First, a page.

Tag Archives: risk

Give Up on Getting Permission

Some years I find certain topics seem to come to the forefront of my life, and this year the theme seems to be permission. That glorious feeling, when someone, something, or even the big universe seems to say, “YES! Go for it!” When others are in agreement for what you are wanting to achieve in your heart of heart, if you have the ears to hear it and the heart to receive it, it can feel like the best “Yes” of your life.

Sometimes we get that support, that outside permission. I have some amazing girlfriends who rally around me when I am winding threads of feeling and idea into new places. I have family who love me. I have a number of amazing role models out there who show me that I do have a voice worth sharing, and that I deserve the things I want for myself.

Yet sometimes we can’t get permission. Maybe some people are telling you “Yes,” but it’s not the “Yes” you are ready to receive. Maybe you’re waiting for that one person to give you permission… Your mother, your father, your sibling, your best friend, your significant other. Maybe you’re waiting for a sign… Yet, when you see one, it never seems strong enough to give you the go ahead. And you ponder the “How?” and it always seems to elude you.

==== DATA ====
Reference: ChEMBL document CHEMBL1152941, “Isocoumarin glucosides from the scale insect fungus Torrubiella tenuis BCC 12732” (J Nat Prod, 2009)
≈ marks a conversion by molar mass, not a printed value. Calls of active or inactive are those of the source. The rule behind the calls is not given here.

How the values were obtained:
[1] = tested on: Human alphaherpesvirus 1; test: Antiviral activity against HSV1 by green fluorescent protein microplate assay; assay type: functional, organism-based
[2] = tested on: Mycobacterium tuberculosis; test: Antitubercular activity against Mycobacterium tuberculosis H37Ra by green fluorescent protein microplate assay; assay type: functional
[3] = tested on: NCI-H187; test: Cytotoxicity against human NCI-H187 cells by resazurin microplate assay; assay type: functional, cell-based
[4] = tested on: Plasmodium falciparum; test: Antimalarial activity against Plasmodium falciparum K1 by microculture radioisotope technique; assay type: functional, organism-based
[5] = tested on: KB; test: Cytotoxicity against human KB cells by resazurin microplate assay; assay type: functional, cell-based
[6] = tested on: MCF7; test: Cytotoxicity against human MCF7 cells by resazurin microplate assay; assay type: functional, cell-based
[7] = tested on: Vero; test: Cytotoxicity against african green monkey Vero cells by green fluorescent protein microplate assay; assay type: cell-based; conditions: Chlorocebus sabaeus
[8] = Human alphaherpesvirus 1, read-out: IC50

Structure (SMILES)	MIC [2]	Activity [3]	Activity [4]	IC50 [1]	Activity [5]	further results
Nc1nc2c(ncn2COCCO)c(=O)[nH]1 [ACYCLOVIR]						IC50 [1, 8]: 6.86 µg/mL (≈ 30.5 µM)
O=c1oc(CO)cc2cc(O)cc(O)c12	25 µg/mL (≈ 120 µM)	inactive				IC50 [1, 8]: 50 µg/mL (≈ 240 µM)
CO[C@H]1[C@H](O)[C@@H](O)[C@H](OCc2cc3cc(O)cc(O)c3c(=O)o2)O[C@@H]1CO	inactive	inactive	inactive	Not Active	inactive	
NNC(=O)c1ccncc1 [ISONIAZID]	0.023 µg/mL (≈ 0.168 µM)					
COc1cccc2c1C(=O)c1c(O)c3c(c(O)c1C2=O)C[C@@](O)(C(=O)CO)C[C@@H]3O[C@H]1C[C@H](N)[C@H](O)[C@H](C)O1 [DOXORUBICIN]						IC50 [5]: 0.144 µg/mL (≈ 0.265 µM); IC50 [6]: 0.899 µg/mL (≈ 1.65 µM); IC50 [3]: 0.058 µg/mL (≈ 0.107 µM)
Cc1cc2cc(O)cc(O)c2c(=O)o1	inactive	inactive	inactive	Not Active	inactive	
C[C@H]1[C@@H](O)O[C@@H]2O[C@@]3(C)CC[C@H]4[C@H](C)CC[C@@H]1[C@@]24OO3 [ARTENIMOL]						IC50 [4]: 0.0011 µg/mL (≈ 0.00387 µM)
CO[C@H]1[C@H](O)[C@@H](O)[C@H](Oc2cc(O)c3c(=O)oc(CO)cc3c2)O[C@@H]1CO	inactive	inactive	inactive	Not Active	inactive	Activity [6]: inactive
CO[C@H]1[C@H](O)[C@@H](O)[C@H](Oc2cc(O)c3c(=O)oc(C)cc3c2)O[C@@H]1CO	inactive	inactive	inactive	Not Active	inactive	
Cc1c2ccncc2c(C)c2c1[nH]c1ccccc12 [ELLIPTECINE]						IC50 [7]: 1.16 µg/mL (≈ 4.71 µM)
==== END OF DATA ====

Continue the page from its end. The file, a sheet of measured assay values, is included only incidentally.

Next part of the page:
And then you realize, finally… Sometimes you just need to give yourself permission. Make the leap. Jump into the deep end. Get something moving. No matter if you get permission or flack for doing it. Because ultimately, no one can tell you what is right for you. You have to learn to trust yourself enough, and value yourself enough, to say “Yes,” to you.

It may look crazy to everyone else. After a year including a spontaneous divorce, an invigorating summer full of madcap exploration when I most needed to save my money, and a number of experimental thoughts and projects, I can say that it in all likelihood you will look crazy to everyone else. I’ve grown closer with some friends as I grieved the loss of my marriage and embraced a new me-focused life, and I have seen some fade in the midst of the sometimes difficult to understand or even seemingly unwise (but for me at the time, totally necessary) decisions I made. I have learned that what seems unwise does not have to be wrong. I can look at myself with compassion and realize that it just took a few bold, heart-on-my-sleeve moves to snap me out of my stupor and bring me back to myself. Next time I hope I’ll find a more peaceful way… A way in which I give myself permission sooner, before I lose myself in a cloud of confusion, awaiting that outside “Yes,” that should have come from within.

No one can say but you whether it is time to make that leap into permission, or if you still have some inner and outer work to do for you to feel fully supported. We all have different ebbs and flows, and different needs. There are kinds of security that nurture and support and kinds of security that undermine your passion and drive. If it is security (or insecurity) holding you back, then only you can evaluate your condition and needs, in the privacy of your own heart.

At the end of the day, we realize… No one else gave us the permission. We were ready to act on it because we had finally given it to ourselves.